Up until recently, Newfoundland and Labrador had avoided the brunt of the turmoil caused by the pandemic, with single bubble households ending and various businesses reopening with limited capacity since June. While the rest of the world was thrust into lock-down and a complete upheaval of people’s lives due to COVID, not to mention how the virus has spread so quickly through communities on the mainland, life here, for many residents of the province, was relatively normal. Newfoundland and Labrador is sparsely populated, and most new cases of the virus arrived through labourers returning from Alberta or elsewhere, creating an environment in which, as usual for us, the major events on the world stage seemed very far away. Two weeks ago however, there was a major outbreak of the virus in St. John’s, and the city has once again been locked-down. As the locals say, we’re all gone mad.
Luckily perhaps for readers of Billie, this intrepid reporter had the forethought, back in December 2020, to snap some pics of Curtis Talwst Santiago’s Infinity Series—a collection of twenty tiny dioramas constructed from dime-store jewelry boxes, in a display that refers to museological or archival exhibition techniques, and am, therefore, able to write with some degree of accuracy, if not insight, about the exhibition, sequestered safely from my home office—otherwise known as my bed.
Even back then in December, before this second lock-down, I was struck by how loaded Santiago’s practice could be interpreted given the particularly fraught context within which our society presently finds itself. Before these pieces are exhibited, Santiago presents each jewelry box to strangers on the street or elsewhere, and after the initial suspicion on their behalf subsides, asks them to open it. He tells them its story, and then asks them to describe what they see in the diorama without correcting their interpretations. As the accompanying wall text says, rather than a stranger’s observational powers being tested, for Santiago “the value of these small objects is as a space to meet, to connect.” He describes these works as “whispers—a form of intimacy, a form of secrecy and a form of trust.” Like much else, I’m guessing this feature of Santiago’s practice is on hold for now, yet there is a certain viral quality to the way in which Santiago operates—these small containers and the brief interactions between artist and the public which is so vital to how this work functions can be seen as a kind of micro-intervention in which both the artist and those with whom he interacts may have their consciousness altered through the experience. As we are all too aware, there is no telling the wider consequences such small interactions may have. With all due respect to the oeuvre of Ashton Kutcher, Santiago’s work recalled for me not the 2004 science fiction thriller, but the scientific phenomenon for which the film is named—the butterfly effect.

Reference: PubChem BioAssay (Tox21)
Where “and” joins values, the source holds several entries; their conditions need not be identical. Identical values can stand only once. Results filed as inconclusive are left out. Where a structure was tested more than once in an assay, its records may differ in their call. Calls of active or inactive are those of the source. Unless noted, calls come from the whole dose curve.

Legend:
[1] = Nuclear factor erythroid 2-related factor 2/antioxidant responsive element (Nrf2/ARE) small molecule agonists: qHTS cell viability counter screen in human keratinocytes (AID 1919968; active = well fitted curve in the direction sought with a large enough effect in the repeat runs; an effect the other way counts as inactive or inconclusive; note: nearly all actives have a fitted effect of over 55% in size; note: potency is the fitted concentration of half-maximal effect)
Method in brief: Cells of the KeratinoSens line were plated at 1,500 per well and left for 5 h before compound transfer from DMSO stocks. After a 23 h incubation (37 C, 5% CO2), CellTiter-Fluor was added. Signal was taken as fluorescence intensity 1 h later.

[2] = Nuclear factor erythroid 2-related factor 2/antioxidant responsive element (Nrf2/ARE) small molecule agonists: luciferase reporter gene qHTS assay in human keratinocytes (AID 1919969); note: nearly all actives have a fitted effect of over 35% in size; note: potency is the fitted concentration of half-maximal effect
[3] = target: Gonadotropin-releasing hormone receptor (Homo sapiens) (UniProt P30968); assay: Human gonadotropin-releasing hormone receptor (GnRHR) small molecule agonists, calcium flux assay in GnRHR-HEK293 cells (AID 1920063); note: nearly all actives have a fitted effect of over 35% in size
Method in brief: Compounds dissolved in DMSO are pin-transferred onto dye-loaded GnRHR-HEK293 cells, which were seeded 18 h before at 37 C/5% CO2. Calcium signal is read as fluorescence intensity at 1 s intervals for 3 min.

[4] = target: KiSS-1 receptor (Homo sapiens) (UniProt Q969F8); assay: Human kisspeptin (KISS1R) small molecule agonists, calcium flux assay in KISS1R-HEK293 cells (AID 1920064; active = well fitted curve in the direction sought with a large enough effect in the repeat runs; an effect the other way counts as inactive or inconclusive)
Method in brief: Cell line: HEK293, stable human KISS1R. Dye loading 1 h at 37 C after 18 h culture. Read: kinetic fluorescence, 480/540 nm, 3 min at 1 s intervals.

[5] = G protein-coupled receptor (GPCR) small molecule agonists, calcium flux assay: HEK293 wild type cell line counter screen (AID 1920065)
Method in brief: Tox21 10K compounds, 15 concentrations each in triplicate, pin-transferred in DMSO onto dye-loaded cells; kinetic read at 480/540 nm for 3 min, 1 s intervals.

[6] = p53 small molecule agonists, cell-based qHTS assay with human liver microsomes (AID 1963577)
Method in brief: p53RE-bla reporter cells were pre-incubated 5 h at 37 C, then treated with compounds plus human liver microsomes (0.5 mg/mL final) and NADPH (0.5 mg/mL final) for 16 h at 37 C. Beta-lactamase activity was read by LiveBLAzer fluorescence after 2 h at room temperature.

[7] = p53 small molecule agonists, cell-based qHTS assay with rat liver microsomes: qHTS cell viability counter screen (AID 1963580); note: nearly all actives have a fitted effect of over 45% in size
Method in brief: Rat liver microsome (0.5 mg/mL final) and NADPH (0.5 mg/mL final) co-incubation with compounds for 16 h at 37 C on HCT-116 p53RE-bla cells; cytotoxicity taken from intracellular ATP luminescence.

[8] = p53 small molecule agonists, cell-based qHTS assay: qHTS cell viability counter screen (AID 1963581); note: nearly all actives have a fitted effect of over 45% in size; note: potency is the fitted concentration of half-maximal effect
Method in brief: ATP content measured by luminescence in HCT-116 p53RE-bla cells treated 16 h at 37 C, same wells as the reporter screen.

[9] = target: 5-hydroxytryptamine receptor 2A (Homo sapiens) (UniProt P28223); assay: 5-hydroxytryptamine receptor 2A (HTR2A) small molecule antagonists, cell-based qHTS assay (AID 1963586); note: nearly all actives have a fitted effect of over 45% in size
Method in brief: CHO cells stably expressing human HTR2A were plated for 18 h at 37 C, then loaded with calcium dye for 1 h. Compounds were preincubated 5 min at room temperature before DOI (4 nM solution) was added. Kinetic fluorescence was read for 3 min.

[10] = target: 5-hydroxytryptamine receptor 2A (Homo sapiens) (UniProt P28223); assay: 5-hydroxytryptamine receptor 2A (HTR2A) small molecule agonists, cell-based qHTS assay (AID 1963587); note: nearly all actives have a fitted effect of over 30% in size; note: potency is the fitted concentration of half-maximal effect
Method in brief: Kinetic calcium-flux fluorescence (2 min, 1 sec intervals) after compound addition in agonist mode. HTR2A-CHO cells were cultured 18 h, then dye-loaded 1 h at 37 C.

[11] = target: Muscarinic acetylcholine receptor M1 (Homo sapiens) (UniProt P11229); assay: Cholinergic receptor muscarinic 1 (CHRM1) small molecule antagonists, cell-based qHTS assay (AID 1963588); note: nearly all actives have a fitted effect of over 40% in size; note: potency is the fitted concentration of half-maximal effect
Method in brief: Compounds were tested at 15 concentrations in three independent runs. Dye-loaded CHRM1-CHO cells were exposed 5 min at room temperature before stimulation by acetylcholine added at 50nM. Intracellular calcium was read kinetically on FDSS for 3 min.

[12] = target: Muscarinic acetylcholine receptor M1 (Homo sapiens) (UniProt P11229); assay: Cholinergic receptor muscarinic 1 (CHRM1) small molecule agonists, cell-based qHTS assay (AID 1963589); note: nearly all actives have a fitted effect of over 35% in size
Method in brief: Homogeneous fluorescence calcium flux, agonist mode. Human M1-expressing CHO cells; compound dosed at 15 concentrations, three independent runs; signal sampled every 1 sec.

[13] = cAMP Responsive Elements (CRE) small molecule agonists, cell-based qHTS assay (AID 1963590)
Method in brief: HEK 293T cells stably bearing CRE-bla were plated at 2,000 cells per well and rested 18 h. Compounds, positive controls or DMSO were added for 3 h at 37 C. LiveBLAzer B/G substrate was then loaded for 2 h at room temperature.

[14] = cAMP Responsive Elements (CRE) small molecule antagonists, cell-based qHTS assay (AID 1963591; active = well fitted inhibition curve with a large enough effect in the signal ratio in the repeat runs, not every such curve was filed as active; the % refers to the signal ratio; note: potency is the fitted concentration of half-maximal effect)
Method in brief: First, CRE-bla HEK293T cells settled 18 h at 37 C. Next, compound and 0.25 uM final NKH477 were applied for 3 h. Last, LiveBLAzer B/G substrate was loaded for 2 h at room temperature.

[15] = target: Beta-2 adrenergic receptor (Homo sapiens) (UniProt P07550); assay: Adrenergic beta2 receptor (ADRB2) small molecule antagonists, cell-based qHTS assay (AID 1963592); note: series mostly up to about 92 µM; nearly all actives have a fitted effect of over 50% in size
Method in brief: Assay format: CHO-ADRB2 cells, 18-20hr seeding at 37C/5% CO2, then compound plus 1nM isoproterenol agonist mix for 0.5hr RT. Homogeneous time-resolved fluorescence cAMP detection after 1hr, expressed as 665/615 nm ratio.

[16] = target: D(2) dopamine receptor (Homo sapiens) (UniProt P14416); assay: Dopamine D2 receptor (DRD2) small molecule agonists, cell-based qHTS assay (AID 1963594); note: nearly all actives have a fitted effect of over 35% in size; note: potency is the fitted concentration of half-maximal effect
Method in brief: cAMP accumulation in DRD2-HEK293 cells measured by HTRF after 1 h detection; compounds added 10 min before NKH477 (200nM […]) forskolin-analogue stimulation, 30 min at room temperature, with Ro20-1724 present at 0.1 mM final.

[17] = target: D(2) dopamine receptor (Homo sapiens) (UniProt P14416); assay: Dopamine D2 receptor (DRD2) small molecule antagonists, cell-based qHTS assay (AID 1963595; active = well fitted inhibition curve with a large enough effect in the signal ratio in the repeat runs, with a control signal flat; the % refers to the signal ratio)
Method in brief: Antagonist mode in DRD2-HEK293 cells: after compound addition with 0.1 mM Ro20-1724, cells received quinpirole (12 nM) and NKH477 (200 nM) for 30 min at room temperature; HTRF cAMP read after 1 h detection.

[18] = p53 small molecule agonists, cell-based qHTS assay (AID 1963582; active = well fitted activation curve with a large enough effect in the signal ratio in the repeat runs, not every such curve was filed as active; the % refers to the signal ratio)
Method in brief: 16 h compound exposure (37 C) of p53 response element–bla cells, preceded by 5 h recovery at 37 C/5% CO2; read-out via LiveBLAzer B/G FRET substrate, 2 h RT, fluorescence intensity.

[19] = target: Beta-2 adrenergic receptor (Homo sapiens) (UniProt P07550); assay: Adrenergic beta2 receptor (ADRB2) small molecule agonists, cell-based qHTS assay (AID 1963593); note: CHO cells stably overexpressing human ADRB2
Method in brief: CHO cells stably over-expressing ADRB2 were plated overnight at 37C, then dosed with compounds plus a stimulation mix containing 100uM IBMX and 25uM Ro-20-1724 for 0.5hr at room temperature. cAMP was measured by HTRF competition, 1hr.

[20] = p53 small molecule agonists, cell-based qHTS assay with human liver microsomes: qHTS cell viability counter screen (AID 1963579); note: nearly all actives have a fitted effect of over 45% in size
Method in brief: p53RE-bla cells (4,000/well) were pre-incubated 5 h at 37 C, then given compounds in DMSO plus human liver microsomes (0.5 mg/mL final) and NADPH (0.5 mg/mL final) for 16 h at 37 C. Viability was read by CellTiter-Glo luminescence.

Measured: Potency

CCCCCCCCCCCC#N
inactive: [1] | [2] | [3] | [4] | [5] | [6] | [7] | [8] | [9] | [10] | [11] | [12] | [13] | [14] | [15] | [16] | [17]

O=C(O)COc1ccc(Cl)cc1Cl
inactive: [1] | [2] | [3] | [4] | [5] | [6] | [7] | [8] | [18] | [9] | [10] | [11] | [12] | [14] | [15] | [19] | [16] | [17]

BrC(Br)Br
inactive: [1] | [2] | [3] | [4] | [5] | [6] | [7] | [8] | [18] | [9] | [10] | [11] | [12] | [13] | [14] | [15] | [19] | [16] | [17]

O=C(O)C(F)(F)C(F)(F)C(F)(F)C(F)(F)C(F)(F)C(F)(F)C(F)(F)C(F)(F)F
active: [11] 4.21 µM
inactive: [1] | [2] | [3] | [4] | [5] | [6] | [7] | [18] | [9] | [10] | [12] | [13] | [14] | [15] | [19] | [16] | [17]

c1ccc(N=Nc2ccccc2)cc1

The scenes depicted in the dioramas, these erstwhile containers of precious tokens of romantic or familial love, variously show scenes fantastical, absurd, brutal, funny and sexy—and sometimes all of the above at once. “Flamingo Having Its Way With Tiger While Teacher of Touch Looks On” (2017), shows just what its title indicates—yet there exists some ambiguity in that the “teacher” appears to be a full participant in the proceedings, the person’s legs sticking out from beneath the flamingo’s rear end. Or, to get a little “meta” in my thinking, is the “teacher of touch” who “looks on” in fact the art viewer themselves—implicated somehow by the act of viewing this bizarre scene? “Prison Industrial Complex” (2016), presents the gallery-goer with a tiny rectangular cage within a larger fence of barbed wire, and creates, within this viewer at least, the contradictory or paradoxical feeling of dread and claustrophobia from an object that fits in the palm of one’s hand.
A Canadian-Trinidadian artist who considers himself decentralized—that is, being able to live and identify with multiple diasporas—Santiago’s work explores trans-culturalism, memory, and ancestry in the contemporary diasporic experience. As Santiago says: “Diaspora, for me as an artist, is having to sit and be uncomfortable in new places. Sometimes I won’t understand the impact of an experience until years later. Revisiting those experiences is therefore a form of diaspora as well.”
Curtis Talwst Santiago: Infinity Series runs at the Rooms Provincial Art Gallery in St. John’s until April 4, 2021.